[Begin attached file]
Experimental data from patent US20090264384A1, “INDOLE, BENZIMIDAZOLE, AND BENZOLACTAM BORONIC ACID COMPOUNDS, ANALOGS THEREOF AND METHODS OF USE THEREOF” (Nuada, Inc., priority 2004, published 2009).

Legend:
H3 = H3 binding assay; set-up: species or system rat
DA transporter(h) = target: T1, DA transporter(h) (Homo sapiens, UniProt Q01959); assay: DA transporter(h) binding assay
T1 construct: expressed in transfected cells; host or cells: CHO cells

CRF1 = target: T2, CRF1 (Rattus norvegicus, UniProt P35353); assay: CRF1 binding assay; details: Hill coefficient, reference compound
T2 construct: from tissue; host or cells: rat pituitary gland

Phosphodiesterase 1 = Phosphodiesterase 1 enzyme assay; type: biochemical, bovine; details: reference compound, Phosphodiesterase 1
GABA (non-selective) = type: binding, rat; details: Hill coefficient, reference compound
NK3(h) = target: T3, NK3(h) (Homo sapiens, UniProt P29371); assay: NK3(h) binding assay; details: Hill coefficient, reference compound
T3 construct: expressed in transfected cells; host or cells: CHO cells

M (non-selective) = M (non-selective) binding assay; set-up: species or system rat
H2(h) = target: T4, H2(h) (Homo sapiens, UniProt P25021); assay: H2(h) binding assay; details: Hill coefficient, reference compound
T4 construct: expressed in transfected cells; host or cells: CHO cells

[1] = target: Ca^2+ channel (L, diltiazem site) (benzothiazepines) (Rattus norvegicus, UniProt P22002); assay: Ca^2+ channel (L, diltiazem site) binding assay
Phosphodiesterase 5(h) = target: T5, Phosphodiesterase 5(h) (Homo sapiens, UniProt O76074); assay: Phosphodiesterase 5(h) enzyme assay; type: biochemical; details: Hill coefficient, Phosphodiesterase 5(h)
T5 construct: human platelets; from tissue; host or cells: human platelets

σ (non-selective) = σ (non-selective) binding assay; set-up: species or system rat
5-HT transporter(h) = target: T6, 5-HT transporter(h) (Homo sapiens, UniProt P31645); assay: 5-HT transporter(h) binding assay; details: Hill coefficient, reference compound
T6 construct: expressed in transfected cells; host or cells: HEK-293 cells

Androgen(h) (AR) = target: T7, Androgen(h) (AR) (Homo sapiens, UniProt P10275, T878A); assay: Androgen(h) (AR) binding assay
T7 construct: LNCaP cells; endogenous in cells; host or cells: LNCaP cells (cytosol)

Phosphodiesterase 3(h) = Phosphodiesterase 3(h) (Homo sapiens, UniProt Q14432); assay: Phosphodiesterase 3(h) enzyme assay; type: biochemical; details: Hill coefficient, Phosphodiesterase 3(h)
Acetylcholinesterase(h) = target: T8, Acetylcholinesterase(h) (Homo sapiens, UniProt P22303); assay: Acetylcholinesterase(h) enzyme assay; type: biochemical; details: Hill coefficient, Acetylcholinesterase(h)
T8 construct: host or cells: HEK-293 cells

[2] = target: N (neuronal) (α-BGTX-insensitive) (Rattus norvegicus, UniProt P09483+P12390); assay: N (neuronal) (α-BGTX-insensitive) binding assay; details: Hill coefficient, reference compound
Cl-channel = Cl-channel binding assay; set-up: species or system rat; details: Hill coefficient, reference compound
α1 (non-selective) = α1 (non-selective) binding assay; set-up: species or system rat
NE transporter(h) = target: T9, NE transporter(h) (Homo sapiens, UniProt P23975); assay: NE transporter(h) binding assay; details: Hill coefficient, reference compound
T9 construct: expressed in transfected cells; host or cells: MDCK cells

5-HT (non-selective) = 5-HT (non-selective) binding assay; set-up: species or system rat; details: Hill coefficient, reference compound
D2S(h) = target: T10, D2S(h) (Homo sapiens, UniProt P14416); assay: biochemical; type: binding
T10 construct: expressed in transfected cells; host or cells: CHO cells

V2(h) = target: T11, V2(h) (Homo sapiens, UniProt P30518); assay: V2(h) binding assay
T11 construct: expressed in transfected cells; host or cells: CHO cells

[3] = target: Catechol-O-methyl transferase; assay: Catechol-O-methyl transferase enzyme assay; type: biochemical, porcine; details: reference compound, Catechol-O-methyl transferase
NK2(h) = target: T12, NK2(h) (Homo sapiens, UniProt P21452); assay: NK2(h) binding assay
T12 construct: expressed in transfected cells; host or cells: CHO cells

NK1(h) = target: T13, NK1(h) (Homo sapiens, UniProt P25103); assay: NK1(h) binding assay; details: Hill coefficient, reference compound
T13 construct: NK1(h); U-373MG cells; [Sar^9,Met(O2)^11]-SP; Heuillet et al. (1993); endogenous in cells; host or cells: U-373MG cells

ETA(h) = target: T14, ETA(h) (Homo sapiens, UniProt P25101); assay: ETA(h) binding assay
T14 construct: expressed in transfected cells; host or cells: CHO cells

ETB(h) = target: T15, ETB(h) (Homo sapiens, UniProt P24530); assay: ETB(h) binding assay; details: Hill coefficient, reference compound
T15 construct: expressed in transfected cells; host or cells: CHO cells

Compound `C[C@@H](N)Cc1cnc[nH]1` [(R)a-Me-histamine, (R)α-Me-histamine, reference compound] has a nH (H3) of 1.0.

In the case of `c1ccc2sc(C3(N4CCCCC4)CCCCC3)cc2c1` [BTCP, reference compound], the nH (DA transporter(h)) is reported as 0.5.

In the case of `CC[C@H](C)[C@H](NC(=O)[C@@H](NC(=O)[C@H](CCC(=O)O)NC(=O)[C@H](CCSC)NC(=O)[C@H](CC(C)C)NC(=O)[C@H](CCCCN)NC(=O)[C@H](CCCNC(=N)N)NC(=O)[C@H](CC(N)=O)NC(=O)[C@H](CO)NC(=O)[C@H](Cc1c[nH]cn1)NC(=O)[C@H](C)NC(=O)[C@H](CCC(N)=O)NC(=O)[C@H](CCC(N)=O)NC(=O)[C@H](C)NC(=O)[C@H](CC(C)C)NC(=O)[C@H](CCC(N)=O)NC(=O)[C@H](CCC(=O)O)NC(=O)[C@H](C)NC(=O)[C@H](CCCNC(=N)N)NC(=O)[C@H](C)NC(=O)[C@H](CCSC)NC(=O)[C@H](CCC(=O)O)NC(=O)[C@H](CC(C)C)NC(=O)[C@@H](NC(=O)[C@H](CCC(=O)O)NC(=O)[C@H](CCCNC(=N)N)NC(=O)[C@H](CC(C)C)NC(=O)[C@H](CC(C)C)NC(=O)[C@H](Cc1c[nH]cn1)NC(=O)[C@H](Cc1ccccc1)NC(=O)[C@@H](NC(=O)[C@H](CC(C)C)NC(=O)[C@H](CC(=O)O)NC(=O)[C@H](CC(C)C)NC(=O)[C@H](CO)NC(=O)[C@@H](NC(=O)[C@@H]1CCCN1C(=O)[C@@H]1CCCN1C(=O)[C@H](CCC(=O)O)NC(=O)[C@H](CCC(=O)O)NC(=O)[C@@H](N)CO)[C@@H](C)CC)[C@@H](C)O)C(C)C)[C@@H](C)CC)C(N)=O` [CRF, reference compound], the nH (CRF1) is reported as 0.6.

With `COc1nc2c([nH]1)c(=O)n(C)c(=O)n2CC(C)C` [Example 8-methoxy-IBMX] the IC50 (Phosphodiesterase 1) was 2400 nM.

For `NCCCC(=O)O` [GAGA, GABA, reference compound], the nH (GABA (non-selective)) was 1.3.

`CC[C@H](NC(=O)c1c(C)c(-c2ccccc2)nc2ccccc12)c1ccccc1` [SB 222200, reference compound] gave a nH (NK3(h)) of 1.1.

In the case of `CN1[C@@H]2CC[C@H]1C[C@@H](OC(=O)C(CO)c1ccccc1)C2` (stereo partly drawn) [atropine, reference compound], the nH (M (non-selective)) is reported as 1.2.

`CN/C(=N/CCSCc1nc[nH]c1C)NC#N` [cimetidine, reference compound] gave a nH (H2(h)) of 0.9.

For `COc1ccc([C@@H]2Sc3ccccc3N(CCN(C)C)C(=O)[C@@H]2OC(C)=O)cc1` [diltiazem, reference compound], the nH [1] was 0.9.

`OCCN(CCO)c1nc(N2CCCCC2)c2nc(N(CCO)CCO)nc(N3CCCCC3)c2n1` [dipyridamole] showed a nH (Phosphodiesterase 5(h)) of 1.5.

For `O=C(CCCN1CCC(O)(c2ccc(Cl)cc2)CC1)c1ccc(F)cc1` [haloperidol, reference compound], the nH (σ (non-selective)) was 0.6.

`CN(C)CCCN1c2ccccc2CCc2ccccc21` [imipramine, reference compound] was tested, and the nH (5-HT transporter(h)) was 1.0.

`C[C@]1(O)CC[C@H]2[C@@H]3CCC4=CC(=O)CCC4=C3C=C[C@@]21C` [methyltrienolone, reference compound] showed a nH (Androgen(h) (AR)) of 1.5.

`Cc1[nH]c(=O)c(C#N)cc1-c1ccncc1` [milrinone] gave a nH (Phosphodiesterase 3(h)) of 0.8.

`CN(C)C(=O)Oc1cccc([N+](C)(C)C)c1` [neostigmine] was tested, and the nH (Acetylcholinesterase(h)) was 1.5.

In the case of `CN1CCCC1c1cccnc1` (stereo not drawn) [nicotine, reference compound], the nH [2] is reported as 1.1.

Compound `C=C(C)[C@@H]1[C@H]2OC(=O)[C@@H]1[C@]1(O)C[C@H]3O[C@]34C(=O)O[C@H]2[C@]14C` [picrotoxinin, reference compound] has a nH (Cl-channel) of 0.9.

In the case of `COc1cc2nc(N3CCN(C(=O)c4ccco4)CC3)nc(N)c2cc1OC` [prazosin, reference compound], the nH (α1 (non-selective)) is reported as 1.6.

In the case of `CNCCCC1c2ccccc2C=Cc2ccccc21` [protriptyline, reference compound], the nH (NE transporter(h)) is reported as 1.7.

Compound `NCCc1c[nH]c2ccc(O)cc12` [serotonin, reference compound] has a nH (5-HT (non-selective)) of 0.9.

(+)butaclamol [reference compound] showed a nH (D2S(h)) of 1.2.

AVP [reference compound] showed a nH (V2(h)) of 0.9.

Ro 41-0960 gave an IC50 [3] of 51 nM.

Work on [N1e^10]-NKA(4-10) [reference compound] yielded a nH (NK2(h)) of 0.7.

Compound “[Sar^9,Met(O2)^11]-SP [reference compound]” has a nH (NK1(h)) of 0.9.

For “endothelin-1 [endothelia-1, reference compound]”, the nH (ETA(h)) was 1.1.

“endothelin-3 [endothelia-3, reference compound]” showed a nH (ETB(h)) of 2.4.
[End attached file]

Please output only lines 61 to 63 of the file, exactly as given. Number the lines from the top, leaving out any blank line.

Compound `C=C(C)[C@@H]1[C@H]2OC(=O)[C@@H]1[C@]1(O)C[C@H]3O[C@]34C(=O)O[C@H]2[C@]14C` [picrotoxinin, reference compound] has a nH (Cl-channel) of 0.9.

In the case of `COc1cc2nc(N3CCN(C(=O)c4ccco4)CC3)nc(N)c2cc1OC` [prazosin, reference compound], the nH (α1 (non-selective)) is reported as 1.6.

In the case of `CNCCCC1c2ccccc2C=Cc2ccccc21` [protriptyline, reference compound], the nH (NE transporter(h)) is reported as 1.7.